Have you read it and can you recommend it? 

25 Aug 2012

The Japanese Godmother of the Fifty Shades Segment

Though "Snakes and Earrings" by Hitomi Kanehara is a short book, very short really, it is one that leaves an impression. The first time I read it was a few years ago. I was on my way out to shop for dinner just as it started raining, so I decided to read for a few minutes to see if it would clear and picked up "Snakes and Earrings" and started on it. It did clear up relatively fast but by then I was deep in reading and I didn't stop reading until I had read the last page. Dinner was delayed by almost two hours.

It is a forceful book and though I rarely say this about any book, this one is not for the fainthearted or for the young. Though it was written by Hitomi Kanehara when she was only 21, I would not recommend it to anyone below the age of 18 as it contains some really explicit scenes of sex and violence.

Lui is a young Japanese woman who is emotionally fragile and depressed. Her boyfriend Ama is an emo, goth type who loves piercings and body modifications and while living with him, Lui starts shedding her pop girl image and exploring the darker fashions, eventually deciding that she wants to split her tongue. To do so she first needs to have her tongue pierced and then gradually make the hole larger and larger. Ama takes her to a friend of his who is specialised in tattoos and piercings and from the very first second there is a fierce sexual chemistry between the piercer and Lui. It is a not a healthy love-at-first sight we are talking about here but a dark, sadomasochistic sexual current. One where there is only a short distance between pleasure and pain, between living and dying.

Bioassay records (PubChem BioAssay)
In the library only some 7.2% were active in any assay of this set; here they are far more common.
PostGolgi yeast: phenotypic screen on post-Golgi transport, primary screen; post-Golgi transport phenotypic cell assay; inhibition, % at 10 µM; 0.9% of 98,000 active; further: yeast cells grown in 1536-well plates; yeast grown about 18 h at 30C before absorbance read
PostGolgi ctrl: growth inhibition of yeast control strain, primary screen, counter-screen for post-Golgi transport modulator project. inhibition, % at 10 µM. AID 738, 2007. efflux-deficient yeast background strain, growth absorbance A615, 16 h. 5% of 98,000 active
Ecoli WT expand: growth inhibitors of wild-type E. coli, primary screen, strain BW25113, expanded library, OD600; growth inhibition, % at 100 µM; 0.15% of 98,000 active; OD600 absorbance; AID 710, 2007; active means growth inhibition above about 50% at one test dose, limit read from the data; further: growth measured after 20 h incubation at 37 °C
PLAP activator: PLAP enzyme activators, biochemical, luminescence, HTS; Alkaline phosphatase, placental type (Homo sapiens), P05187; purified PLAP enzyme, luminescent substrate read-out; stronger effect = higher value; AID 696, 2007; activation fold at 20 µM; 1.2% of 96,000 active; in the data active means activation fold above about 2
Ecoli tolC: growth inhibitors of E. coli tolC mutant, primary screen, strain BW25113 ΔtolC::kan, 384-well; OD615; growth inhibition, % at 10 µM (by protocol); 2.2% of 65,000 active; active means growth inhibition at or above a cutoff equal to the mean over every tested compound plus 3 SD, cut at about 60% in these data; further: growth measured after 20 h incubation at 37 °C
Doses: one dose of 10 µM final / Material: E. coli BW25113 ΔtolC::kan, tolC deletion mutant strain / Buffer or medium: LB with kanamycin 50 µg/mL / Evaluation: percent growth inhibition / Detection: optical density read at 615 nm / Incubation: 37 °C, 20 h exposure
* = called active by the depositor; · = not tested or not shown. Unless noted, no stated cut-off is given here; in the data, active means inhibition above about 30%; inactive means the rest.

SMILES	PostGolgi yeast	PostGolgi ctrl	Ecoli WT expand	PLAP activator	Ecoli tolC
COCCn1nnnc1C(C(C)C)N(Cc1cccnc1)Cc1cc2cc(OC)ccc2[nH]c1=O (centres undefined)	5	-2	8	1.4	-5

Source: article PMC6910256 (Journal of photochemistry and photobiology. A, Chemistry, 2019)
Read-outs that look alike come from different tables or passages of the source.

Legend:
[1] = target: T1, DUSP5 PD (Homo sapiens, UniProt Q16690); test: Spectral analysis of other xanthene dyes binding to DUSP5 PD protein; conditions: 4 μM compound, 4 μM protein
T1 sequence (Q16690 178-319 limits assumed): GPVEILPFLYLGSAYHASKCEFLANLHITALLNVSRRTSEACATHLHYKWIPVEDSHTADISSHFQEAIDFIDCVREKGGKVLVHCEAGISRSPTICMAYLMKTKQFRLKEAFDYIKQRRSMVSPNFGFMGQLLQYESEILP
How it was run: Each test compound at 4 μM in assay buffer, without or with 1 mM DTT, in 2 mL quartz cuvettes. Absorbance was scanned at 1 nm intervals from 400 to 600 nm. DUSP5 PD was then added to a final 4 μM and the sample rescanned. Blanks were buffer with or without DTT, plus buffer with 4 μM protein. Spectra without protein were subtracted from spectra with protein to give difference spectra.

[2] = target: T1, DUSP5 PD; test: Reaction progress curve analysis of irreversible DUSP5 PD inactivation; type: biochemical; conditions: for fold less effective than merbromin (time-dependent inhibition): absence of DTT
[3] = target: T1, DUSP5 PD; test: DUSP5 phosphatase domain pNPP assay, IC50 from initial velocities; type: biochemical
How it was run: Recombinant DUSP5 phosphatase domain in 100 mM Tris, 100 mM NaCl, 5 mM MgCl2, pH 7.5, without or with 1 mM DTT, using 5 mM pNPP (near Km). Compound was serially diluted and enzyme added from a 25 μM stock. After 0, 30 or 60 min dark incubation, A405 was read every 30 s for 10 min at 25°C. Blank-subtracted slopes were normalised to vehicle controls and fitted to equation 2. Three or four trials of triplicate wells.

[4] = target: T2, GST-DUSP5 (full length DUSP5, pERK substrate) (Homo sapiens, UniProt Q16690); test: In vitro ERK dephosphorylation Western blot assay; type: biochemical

Kanehara takes her protagonist to the very darkest of places, the deepest despair and a pain that is difficult to handle. It is a beautifully written story. Every word is just right. It is no surprise that it won several awards and has already been made into a film. Don't cheat yourself of this read though you might be repulsed by some of the topics or the actions of the characters - it will stay with you for a long time as it did with me.

Read it if: You want a painful but authentic story that will pierce you with its words. You want a book that deals with sex in a very different way to the 50 Shades type books.

22 Aug 2012

Is it really Super in Cannes?

Ever dreamt of emigrating to France? In the U.K. it seems like it is a dream that  most people entertain every once in a while. Paris is just on the other side of the Channel and if you then drive south for a few hours, you'll be in the beautiful Provencal countryside where a smell of lavender is in the air and where all the women are gorgeous in that French way. At least that seems to be the perception and it definitely is the vision that Paul and his wife Jane from J. G. Ballard's novel "Super-Cannes" have when they up sticks and move to Cannes.

Jane is a 27-year-old doctor who married Paul, an older man and a pilot, while he was in the hospital after a nasty flying accident. When she is offered a role as a resident doctor at the prestigious Eden-Olympia business park just outside Cannes, it seems like the opportunity of a lifetime. Leaving a grey, miserable London behind and pursuing the possibilities that a great laboratory and lots of funding will provide. Paul, the protagonist of the story, is happy to tag along. He is head over heels in love with his teenage doctor, as he calls her, and he is still recovering from the accident and is hoping that the sun and the lazy days by the poolside will do him good.
As they settle into the pace of life at Eden-Olympia, a modern piece of paradise where all you need is inside the gates, Paul starts to become restless. In his restlessness he begins to ask questions - what happened to the doctor who previously held Jane's position? Why did he suddenly (?) snap and murder ten people in a shooting spree? And were they victims chosen at random or were they carefully selected?